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41% carbs look impressive, but then you see those amino acids.  L-Lysine and L-Carnitine.  You know the meat sources aren’t quite enough.  Natural flavors, yuck.  Fish oil – no actual fish source named, plus it goes rancid quickly.  Unstable sunflower oil.  It has a tiny amount of ginger root which makes you think it is good for digestion, but is it really enough?  Why not just add your own if you think your dog needs it?  Omega 6 and 3 could be a little closer, but not bad.

 

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Okay Nature’s Recipe feeders, there are 2 options that I could find for you.  Yay!

 

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Yikes!  Right on the line at 50% carbs.  Added taurine.  Natural flavor.  Poultry fat?  What kind of poultry?  It could actually be any kind of bird mix.  Otherwise, not bad for $32.00.  A good basic recipe for adding your own fresh foods, fish, probiotics, etc.

 

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Here is another one you can choose. The ingredient list is similar.

 

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I’m adding this for anyone who really wants to feed Rachael Ray brand kibble.  Please.  If you are feeding any of the other Rachael Ray brands, switch.

 

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Again, right on the line at 50% carbs.  Natural pork flavor – a chemical concoction to help your dog’s food taste like pork.  Sodium chloride = salt.  It’s highlighted so you know where it is on the ingredient list.  2 sources of rice.  It’s not bad, but if they are added together, rice is probably the #1 ingredient in this formula.  My dogs would not do well with that much rice.  Omega 6 and 3 numbers are too far apart.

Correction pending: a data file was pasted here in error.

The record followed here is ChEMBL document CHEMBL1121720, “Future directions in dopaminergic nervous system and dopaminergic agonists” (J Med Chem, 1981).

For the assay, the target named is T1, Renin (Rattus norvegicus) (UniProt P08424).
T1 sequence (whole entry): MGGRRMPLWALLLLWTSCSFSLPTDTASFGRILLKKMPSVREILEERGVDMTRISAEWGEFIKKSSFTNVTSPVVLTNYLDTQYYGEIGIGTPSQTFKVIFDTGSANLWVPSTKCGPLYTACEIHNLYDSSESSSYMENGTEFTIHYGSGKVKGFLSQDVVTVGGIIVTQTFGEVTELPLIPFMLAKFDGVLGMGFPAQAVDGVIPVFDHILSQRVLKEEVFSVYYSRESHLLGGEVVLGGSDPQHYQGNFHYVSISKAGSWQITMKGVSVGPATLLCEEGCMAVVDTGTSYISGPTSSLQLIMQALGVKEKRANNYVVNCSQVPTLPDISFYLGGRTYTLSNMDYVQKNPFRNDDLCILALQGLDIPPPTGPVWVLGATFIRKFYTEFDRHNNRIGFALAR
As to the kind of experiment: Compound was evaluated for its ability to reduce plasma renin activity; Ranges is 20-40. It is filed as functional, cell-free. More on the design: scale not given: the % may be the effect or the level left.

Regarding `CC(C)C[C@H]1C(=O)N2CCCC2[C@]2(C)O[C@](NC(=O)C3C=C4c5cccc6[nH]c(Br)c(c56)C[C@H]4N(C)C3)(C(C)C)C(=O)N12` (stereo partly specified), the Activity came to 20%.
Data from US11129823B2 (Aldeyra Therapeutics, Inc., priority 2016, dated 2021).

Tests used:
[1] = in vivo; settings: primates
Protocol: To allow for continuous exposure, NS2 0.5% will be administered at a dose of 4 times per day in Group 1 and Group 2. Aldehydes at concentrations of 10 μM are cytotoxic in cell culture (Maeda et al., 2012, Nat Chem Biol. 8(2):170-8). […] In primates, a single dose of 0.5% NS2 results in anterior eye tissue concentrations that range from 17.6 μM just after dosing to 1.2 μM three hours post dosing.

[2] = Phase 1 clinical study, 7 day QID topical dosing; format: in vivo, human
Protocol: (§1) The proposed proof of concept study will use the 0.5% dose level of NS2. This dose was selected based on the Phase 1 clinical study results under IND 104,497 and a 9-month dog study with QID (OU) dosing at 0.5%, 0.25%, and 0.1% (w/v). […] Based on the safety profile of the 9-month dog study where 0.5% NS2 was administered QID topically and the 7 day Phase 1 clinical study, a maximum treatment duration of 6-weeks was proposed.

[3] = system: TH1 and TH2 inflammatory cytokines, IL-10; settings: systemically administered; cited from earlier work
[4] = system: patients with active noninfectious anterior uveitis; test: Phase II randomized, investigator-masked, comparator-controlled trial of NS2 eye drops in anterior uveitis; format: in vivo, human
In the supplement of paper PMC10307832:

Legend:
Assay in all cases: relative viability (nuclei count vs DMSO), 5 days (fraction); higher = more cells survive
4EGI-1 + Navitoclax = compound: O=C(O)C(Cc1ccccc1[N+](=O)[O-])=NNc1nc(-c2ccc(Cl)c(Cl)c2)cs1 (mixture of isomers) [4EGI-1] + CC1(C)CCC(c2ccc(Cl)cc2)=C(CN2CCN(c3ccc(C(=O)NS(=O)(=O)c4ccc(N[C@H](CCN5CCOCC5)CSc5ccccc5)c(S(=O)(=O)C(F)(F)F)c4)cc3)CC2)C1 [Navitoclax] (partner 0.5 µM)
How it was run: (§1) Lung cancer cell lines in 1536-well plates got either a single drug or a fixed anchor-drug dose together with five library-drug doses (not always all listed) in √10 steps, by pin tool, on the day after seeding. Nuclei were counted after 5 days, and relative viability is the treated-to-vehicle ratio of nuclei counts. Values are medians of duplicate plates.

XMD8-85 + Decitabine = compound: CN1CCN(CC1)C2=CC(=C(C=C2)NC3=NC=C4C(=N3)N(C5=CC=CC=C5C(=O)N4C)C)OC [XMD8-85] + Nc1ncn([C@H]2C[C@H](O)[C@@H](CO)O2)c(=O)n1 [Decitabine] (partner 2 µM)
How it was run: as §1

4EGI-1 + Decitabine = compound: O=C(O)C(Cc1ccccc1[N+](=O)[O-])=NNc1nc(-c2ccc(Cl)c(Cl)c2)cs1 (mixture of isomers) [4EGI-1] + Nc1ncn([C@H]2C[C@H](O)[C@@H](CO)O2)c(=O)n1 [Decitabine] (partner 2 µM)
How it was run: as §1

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40lbs for $47.oo makes this a pretty good buy.

 

 

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44% carbs.  Better than 50%.  The only real problem is the fish meal because we don’t know what kind of, or the quality of the fish.  Otherwise, I almost chose this brand for my dogs to try.  It is a nice base recipe that you can add into.  Keep in mind it is 516 calories per cup.  You may need to adjust the amount you feed your dog.  * I almost missed the amino acid methionine because they listed it generically.  This means there isn’t enough quality protein, so they had to add in what was missing.  Probably synthetic, but they aren’t letting us know one way or the other.

 

 

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The price is right on this one and look at the stars and reviews.

 

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41% carbs.  3 sources of rice probably push rice into the top ingredient.  Way too much for my dogs.  We know it is short on meat protein because they had to add in DL-Methionine.  I also don’t care for the omega 6 and 3 numbers.  They are pretty far apart from each other.

 

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These all have similar formulas.  I meant to omit the chickpea formula.  We don’t want chickpeas or the potatoes in that formula.  They are suspect ingredients.

 

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Almost down to 4 stars on this one, with only 8 reviews.

 

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49% carbs and a lot of problems with this one.  Generic fish meal, natural flavors, canola oil which is GMO and not that stable under the heat it takes to make kibble.  In the added pretty ingredients after salt are peas, potatoes, and sweet potatoes.  That amount of potatoes could push them into the ingredients before salt.  And all three (peas and potatoes) make it a bit troubling in light of DCM and the suspect ingredients.  It’s iffy whether this one would keep your dog safe.

 

 

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If you like this brand, this is a similar formula.

 

Okay.  That’s my rundown of lower-priced kibble brands that are not WSAVA approved, but may be okay for your dog.  Remember!  Make a choice, then follow through to make sure you are satisfied it should be safe for your dog.  If nothing seems right, go back to the WSAVA brands and choose one of those.  They have a good history of being safe and well tested.

Ready for the mid and high priced options?  ==>Click Here<==

Check out the WSAVA brands without corn, wheat, or soy. ==>Click Here<==

Need more DCM info?  ==>Click Here<==

 

Peace and Joy,

Jennifer

 

P.S.  Did you pick a brand from this list?  Let us know which one and why in the comments.  Your research could help someone else.